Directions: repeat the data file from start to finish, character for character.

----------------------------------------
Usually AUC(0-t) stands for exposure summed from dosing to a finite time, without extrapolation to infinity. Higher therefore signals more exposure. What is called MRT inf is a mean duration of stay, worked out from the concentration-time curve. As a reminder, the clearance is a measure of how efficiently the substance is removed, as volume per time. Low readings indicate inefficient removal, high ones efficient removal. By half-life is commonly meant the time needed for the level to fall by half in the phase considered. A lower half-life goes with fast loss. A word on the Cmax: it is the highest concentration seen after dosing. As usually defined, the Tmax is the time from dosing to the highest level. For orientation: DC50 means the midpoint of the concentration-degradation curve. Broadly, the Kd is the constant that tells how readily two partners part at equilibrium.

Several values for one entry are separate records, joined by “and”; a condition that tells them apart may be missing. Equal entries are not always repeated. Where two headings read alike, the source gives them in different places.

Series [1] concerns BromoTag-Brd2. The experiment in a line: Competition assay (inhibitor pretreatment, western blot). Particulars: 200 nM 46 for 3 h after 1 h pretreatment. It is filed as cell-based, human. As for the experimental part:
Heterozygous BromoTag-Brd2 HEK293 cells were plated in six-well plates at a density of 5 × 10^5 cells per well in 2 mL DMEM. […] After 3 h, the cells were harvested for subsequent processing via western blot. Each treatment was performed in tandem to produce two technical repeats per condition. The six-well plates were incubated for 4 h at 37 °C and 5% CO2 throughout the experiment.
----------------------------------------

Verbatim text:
Usually AUC(0-t) stands for exposure summed from dosing to a finite time, without extrapolation to infinity. Higher therefore signals more exposure. What is called MRT inf is a mean duration of stay, worked out from the concentration-time curve. As a reminder, the clearance is a measure of how efficiently the substance is removed, as volume per time. Low readings indicate inefficient removal, high ones efficient removal. By half-life is commonly meant the time needed for the level to fall by half in the phase considered. A lower half-life goes with fast loss. A word on the Cmax: it is the highest concentration seen after dosing. As usually defined, the Tmax is the time from dosing to the highest level. For orientation: DC50 means the midpoint of the concentration-degradation curve. Broadly, the Kd is the constant that tells how readily two partners part at equilibrium.

Several values for one entry are separate records, joined by “and”; a condition that tells them apart may be missing. Equal entries are not always repeated. Where two headings read alike, the source gives them in different places.

Series [1] concerns BromoTag-Brd2. The experiment in a line: Competition assay (inhibitor pretreatment, western blot). Particulars: 200 nM 46 for 3 h after 1 h pretreatment. It is filed as cell-based, human. As for the experimental part:
Heterozygous BromoTag-Brd2 HEK293 cells were plated in six-well plates at a density of 5 × 10^5 cells per well in 2 mL DMEM. […] After 3 h, the cells were harvested for subsequent processing via western blot. Each treatment was performed in tandem to produce two technical repeats per condition. The six-well plates were incubated for 4 h at 37 °C and 5% CO2 throughout the experiment.